Towards a healthy response to Donald Trump

How the Tibetan Buddhist concept of “shenpa” can be useful to those fighting for economic and social justice

Donald Trump at a rally in New Hampshire in early 2016.

It certainly feels like the volume on the U.S. presidential election has been dialed up yet again. Last Friday night, protesters in Chicago, many of them local students of color, shut down a rally for GOP front-runner and billionaire Donald Trump. The arena fell into chaos. Fortunately, despite thousands of people inside and outside, only three people were injured.

For most of Saturday morning I poured over videos, hot takes, and Twitter to better understand what happened. A scene from a Trump rally that morning crystallizes the growing fear and anxiety swirling around the race. A woman screamed and the billionaire turned and ducked into the arms of a Secret Service agent. The protester who had jumped on stage didn’t make it past security.

Spooked, Trump told the crowd, “I was ready for him, but it’s much easier if the cops do it.”

I felt afraid as I looked for an authority to explain the chaos. It was the same fear in his supporters that Trump was pandering to when he mentioned the cops. And it was a textbook example of the Tibetan Buddhist concept of shenpa, which can be translated as “attachment,” or as Pema Chödrön says, “hooked.”

“Shenpa is the urge, the hook, that triggers our habitual tendency to close down. We get hooked in that moment of tightening when we reach for relief.”

Shenpa appears as a feeling of tightness and defensiveness when we feel threatened. My most acute shenpa comes from slipping into familiar arguments with my parents, a former lover, or an old friend. I lose myself for a bit trying to really, truly, finally convince them that I’m right and they’re wrong. There’s no play in the conversation — I’m hooked.

On Saturday I was reaching for more and more information, more context. More videos, more tweets, more GIFs — really, more chaos. The billionaire ducked again and again, and I laughed but felt nervous. An hour passed before I noticed the shenpa. The impulse to share the videos and stories came up, but I chose not to feed the spectacle.

Now, sharing information with our networks is important work. The protest emerged out of ongoing struggles against Chicago’s Mayor, Rahm Emanuel, particularly his neoliberal politics and refusal to truly respond to the city’s racial injustice. The organizations involved appear to be diverse — one protester called the protest a “loose amalgam of labor, women, immigration, students, and Black Lives Matter activists.” There’s no doubt they’d put in the hard work of organizing together before Friday night, which is why they stopped the rally not with violence but with a different sort of power. This story must be told.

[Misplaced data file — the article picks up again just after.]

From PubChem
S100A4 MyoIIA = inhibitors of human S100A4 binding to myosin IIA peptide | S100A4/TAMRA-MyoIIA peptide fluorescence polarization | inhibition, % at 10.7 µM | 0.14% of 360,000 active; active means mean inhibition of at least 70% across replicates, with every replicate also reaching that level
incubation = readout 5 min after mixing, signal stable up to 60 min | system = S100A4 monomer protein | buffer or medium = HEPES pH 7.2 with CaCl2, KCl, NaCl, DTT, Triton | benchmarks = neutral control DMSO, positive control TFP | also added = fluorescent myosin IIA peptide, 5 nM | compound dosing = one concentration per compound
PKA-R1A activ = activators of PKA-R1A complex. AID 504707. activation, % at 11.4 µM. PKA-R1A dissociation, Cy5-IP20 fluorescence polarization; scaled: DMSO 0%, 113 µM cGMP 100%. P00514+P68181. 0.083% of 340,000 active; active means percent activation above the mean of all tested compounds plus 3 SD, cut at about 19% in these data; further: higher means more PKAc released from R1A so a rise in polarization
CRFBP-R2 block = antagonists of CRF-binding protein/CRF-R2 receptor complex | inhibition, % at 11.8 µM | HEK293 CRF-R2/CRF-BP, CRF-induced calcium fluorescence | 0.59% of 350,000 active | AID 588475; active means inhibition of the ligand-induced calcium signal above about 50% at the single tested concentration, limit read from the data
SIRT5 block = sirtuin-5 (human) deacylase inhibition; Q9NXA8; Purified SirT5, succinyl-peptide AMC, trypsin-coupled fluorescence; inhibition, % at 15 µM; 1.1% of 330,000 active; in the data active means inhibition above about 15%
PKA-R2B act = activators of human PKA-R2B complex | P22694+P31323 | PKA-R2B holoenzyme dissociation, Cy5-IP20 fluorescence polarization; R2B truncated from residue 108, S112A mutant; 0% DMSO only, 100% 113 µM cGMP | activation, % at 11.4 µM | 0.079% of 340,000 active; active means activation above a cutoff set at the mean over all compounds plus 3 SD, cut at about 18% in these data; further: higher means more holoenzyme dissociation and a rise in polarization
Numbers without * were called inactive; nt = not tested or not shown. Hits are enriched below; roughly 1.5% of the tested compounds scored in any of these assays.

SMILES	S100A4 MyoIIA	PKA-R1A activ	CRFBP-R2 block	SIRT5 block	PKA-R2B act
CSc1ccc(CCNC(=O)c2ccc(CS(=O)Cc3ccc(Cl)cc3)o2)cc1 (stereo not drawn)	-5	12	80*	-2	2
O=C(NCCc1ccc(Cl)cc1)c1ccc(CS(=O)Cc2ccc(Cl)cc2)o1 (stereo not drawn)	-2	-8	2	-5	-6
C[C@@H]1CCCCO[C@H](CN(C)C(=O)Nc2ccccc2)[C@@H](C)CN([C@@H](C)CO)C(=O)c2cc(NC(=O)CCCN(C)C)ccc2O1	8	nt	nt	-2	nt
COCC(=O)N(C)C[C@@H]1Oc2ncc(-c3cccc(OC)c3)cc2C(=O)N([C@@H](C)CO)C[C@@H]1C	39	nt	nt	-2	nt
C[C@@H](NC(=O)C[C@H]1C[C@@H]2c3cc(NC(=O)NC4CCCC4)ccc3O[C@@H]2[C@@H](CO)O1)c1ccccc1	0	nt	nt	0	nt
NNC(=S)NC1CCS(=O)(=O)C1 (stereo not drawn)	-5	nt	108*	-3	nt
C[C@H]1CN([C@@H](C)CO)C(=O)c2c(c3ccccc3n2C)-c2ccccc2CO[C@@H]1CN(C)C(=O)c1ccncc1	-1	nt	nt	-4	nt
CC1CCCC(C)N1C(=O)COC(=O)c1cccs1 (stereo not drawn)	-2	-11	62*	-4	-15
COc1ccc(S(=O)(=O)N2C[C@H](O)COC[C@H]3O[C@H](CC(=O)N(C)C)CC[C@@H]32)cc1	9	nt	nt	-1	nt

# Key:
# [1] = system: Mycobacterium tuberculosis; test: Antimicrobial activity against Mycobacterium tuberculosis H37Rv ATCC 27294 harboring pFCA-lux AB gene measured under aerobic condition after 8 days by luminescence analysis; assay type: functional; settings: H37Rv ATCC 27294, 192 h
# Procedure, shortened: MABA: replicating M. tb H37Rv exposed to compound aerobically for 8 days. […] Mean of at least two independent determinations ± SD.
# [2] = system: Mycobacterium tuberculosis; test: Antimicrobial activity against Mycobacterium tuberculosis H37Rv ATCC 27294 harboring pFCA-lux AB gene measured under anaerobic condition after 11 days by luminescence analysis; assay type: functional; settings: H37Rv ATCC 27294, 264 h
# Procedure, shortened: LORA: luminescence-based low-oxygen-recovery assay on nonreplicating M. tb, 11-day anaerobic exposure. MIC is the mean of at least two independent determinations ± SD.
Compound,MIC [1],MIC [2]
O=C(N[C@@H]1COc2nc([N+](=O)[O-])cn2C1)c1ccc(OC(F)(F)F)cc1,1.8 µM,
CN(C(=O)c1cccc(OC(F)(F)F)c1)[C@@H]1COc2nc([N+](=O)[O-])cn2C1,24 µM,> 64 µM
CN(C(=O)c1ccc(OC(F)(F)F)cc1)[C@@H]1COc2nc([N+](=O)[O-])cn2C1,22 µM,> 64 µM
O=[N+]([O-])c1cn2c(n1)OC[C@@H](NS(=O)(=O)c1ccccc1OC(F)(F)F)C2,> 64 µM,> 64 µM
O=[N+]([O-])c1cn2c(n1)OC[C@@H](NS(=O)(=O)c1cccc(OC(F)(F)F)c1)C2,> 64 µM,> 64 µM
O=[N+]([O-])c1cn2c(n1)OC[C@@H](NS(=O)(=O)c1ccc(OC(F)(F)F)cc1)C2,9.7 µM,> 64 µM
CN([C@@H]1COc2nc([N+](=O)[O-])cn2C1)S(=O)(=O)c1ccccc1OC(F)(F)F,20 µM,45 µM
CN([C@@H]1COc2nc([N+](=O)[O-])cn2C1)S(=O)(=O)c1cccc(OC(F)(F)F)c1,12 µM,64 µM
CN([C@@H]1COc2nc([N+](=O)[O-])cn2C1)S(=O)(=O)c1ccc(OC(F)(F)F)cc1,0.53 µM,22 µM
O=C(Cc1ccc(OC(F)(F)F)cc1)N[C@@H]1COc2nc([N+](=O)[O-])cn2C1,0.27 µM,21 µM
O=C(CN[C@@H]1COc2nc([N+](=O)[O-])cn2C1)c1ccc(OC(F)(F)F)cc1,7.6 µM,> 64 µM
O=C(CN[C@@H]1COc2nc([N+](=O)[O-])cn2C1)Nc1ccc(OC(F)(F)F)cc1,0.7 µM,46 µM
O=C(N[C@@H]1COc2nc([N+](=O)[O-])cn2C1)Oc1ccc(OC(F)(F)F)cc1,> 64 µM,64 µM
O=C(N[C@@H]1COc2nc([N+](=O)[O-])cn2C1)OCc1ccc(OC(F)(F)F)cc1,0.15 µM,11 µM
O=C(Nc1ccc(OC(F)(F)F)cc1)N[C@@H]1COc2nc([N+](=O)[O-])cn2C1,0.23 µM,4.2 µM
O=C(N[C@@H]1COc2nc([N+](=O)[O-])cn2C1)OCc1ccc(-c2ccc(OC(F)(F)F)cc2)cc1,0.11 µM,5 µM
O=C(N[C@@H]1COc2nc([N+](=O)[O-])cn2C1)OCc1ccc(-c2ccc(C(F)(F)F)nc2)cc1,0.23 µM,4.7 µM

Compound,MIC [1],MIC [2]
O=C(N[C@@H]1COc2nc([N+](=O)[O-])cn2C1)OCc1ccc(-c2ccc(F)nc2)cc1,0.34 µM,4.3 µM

But how do we show solidarity with struggles for justice without being hooked?

We should support those organizations as much as we are able to online and through friends of friends, and we should support those in our own community doing similar work. Black Lives Matter DMV and Showing Up For Racial Justice (SURJ) are two of the many ways to get involved in DC, for example. And we should organize against neoliberalism in our own communities, i.e., against the privatization of public services and austerity. For example, in DC, we should support — or at least repeatedly tell the story of — the drivers of the new streetcars that just voted to join a local union.

To our friends, families, and neighbors, we must actively push back if anyone conflates the diverse struggle for liberation with the racist, reactionary politics that Trump is stoking. He’s providing answers — albeit the wrong ones — to the already racist sections of the white working class that have been crushed themselves by almost four decades of austerity, “free trade,” and warfare on unions. Bernie Sanders isn’t the mirror image of Donald Trump, and the protesters aren’t mirror images of Trump’s mad supporters.

And we should remember that presidential politics is mostly spectacle and directs our attention away from the everyday work that provides the foundation for politics in the first place. Aside from the occasional vote, elections are roller-coasters of polls, debates, speeches, Twitter fights, hot takes, protests, and whatever establishment media considers “breaking” news. This roller-coaster, despite the ride, sits miles above the struggle to build community and solidarity.

Yet not getting hung up in it, not being tossed away by the ups and downs, is yet another struggle.

Being tossed away means that we’ve been convinced by the delusion, that those other people are our enemies, and our only options are to either give up or strike back. But there is a middle way: solidarity with those on the front lines — especially people of color for which the racism Trump is pandering to is and has been a real, physical threat.

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